He attended his first 500 in 1951 with his father, Julius.

“My dad worked for a company that sponsored a couple of laps, and (as a lap sponsor) he had a couple of tickets and asked if I wanted to go to the race,” Penske said during a press conference on Friday morning.

Like many other fans, he also listened to the radio broadcasts led by Sid Collins, the “voice” of the Indianapolis 500 from 1952-76.

Penske and his father had driven in from Cleveland, but arrived late and missed a lunch date. They went to the site anyway, where young Penske had his picture taken with a show car wearing a Cromwell helmet.

“I think that day I thought I wanted to drive,” said Penske, who became an accomplished road racer before turning his focus to business and running a racing team.

Penske was 14 at the time of his first visit. Lee Wallard won with an average speed of 126.244 mph.

“I think the speed here, the sensation of the track, and if you love cars like I did in those days, it was a place you wanted to be part of,” Penske said.

This year, Penske has a four-car team, and each driver is a potential winner. In addition to reigning champ Montoya are Helio Castroneves, a three-time 500 champ; Will Power, who finished second to Montoya by just 0.1046 of a second; and Simon Pagenaud, who has won the last three Verizon IndyCar Series events.

Team Penske in the Indianapolis 500

  • First start: 1969 (Mark Donohue)
  • Wins: 16
  • Winning drivers: Mark Donohue (1972), Rick Mears (1979, ’84, ’88, ’91), Bobby Unser (1981), Danny Sullivan (1985), Al Unser Sr. (1987), Emerson Fittipaldi (1993), Al Unser Jr. (1994), Helio Castroneves (2001, ’02, ’09), Gil De Ferran (2003), Sam Hornish Jr. (2006), Juan Pablo Montoya (2015)
  • Poles: 17
  • Pole-winning drivers: Tom Sneva (1977, ’78), Rick Mears (1979, ’82, ’86, ’88, ’89, ’91), Bobby Unser (1981), Emerson Fittipaldi (1990), Al Unser Jr. (1994), Helio Castroneves (2003, ’07, ’09, ’10), Sam Hornish Jr. (2006), Ryan Briscoe (2012) 


Editor’s Note: Speedway Sightings is grateful for the opportunity to publish Jeff Majeske’s work through special arrangement. To read more of Jeff’s efforts please visit his site by … Clicking Here

Photo Courtesy of the Indianapolis Motor Speedway

Photo Courtesy of the Indianapolis Motor Speedway

By: Jeff Majeske

INDIANAPOLIS – Rick Mears is arguably the greatest driver in Indianapolis 500 history. He’s tied for the most victories with four (matched earlier by A.J. Foyt and then Al Unser Sr.) and won the most poles (six).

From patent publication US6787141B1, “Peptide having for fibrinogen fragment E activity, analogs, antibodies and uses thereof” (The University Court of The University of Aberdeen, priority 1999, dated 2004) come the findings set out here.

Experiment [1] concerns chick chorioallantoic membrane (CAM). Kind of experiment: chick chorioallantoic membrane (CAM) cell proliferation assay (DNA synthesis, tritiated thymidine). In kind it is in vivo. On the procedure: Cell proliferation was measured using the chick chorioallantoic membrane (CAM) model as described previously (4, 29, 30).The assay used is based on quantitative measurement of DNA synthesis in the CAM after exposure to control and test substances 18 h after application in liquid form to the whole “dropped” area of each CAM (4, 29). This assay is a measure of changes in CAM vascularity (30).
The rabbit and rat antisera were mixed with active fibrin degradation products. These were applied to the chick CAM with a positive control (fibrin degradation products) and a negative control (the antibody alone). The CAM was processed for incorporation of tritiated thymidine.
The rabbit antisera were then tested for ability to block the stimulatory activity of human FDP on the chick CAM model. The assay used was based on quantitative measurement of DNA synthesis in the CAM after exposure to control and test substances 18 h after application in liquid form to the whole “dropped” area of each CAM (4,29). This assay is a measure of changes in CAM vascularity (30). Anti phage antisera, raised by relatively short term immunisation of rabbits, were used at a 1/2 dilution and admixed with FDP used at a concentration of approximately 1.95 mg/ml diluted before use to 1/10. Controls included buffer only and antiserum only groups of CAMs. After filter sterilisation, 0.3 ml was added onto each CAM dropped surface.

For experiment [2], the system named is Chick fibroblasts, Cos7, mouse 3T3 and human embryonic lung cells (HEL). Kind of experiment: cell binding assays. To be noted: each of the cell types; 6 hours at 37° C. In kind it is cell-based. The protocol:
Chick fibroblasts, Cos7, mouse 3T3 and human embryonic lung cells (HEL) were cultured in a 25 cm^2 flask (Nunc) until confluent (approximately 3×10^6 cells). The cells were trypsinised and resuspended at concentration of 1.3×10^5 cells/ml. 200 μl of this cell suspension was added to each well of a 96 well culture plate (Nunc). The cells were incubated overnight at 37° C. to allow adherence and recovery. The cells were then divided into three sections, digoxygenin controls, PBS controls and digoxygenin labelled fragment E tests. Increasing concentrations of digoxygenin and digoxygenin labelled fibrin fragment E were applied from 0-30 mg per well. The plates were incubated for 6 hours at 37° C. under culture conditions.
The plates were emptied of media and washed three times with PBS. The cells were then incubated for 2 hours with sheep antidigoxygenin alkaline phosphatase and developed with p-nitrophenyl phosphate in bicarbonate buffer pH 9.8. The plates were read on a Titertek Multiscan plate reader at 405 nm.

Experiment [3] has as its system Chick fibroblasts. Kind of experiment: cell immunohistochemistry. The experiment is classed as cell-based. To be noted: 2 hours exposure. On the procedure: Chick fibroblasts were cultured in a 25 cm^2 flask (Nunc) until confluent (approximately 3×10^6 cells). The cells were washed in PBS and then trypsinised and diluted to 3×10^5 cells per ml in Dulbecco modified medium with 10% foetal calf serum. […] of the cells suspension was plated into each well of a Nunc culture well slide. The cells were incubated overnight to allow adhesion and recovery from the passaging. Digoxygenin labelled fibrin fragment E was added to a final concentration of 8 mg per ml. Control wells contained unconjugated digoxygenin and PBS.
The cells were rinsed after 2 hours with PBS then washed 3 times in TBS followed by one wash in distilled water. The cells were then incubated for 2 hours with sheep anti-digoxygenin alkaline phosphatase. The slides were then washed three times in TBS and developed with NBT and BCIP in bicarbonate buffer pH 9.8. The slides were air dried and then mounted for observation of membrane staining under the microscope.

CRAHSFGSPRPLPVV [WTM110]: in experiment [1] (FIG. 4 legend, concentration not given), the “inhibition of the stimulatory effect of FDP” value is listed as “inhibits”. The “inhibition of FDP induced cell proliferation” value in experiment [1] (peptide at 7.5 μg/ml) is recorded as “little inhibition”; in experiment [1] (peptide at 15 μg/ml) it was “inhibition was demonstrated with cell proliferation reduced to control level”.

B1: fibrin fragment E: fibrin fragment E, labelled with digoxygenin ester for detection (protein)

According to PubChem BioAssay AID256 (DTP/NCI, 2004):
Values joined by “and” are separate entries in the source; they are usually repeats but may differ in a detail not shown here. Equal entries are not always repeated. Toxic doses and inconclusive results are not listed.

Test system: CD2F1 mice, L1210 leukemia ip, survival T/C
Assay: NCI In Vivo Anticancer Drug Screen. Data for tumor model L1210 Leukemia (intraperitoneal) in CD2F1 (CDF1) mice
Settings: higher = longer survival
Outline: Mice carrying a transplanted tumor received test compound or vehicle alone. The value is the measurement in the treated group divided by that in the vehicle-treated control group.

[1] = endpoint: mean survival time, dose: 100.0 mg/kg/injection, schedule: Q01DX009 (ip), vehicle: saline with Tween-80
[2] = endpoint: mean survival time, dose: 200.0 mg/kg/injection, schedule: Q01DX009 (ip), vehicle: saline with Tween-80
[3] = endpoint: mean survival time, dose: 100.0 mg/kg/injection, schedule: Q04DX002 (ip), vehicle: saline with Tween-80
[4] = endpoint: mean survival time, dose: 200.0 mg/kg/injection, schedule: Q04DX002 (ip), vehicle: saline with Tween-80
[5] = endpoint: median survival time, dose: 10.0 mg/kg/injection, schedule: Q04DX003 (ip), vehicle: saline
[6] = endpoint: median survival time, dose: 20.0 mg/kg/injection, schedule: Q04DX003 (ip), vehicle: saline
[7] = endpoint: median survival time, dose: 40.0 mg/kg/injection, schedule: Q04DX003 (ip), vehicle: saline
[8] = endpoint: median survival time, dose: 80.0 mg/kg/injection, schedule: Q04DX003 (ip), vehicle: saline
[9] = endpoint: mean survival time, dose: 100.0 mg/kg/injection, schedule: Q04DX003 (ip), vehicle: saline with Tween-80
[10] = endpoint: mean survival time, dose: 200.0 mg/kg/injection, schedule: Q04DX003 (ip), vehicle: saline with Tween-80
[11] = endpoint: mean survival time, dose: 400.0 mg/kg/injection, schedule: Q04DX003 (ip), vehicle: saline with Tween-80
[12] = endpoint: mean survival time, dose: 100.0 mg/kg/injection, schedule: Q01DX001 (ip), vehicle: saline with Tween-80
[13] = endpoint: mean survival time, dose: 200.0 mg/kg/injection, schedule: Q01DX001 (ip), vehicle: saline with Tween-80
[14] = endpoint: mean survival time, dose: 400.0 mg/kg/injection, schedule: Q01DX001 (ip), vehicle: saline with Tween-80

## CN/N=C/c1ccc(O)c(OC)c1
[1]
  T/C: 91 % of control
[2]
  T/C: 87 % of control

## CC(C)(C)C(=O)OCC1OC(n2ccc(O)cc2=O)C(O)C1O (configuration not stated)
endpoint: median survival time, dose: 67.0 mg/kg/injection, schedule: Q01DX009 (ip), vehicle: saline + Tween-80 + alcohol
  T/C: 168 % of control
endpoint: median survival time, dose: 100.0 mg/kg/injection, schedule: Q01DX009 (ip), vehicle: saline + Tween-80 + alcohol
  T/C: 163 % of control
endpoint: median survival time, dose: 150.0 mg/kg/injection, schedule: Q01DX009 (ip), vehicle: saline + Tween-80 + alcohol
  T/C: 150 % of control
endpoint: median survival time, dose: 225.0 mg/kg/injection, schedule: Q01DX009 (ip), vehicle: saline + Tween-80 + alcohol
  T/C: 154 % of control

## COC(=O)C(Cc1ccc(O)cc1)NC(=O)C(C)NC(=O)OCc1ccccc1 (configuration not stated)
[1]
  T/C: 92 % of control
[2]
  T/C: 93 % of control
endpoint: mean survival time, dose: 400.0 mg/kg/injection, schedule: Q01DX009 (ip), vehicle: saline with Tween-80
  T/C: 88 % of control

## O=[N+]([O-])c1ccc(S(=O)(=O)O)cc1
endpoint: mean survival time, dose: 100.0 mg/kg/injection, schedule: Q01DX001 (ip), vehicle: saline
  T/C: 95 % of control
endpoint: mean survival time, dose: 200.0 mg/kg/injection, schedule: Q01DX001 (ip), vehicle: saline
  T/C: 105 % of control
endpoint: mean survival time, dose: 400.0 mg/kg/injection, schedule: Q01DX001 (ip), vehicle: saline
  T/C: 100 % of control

The Bakersfield, California, native’s four victories came in a span of 13 races (1979 to 1991), less than Foyt (17; 1961-77) or Unser (18; 1970-87). Mears’ first Indy pole – first pole of any kind, in fact – came in 1979.

That year, his was the last car eligible for the pole, and he was trying to dislodge Tom Sneva.

Sneva, incidentally, had won the pole in record-shattering fashion the previous two years driving for Roger Penske – who let Sneva go despite winning the national championship in 1977 and 1978.

And just to add a little more drama and pressure, Sneva and Mears were teammates in 1978, when Mears was a rookie and a part-time driver for Penske. For 1979, Mears was full-time and paired with Bobby Unser.

Mears was considered as smooth as he was fast, making his record-breaking four-lap, 10-mile qualifying runs look effortless. His pole effort in 1979 offers a glimpse as to how hard it really was.

“I was still learning the limits,” Mears recounted Friday morning during a press conference. “I was trying to run wide open, and coming through Turn 3 on I think the second lap, I started losing the front end right in the middle of the corner.”

Usually that means the driver is about to crash.

“I thought, ‘Oh, man, this is going to be close. I can either lift and make sure or leave it and hope,’ “ he said.

Mears didn’t lift. And his further explanation gives you some insight as to why Mears is considered by many to be the best ever on ovals.

“When I came around the next lap, going through Turn 3, I was looking at my black mark (from the tire), and I still had about 6, 8 inches left, so I had a lot more room out there than I thought,” he said.

Six to 8 inches of margin. At nearly 200 mph.

“I thought I was going to bounce off the fence off of Turn 3, but we made it, we cleared it,” Mears said. “When I came in and saw those smiles on all the guys’ faces, to me it was kind of payback for all the hard work they do.”


Editor’s Note: Speedway Sightings is grateful for the opportunity to publish Jeff Majeske’s work through special arrangement. To read more of Jeff’s efforts please visit his site by … Clicking Here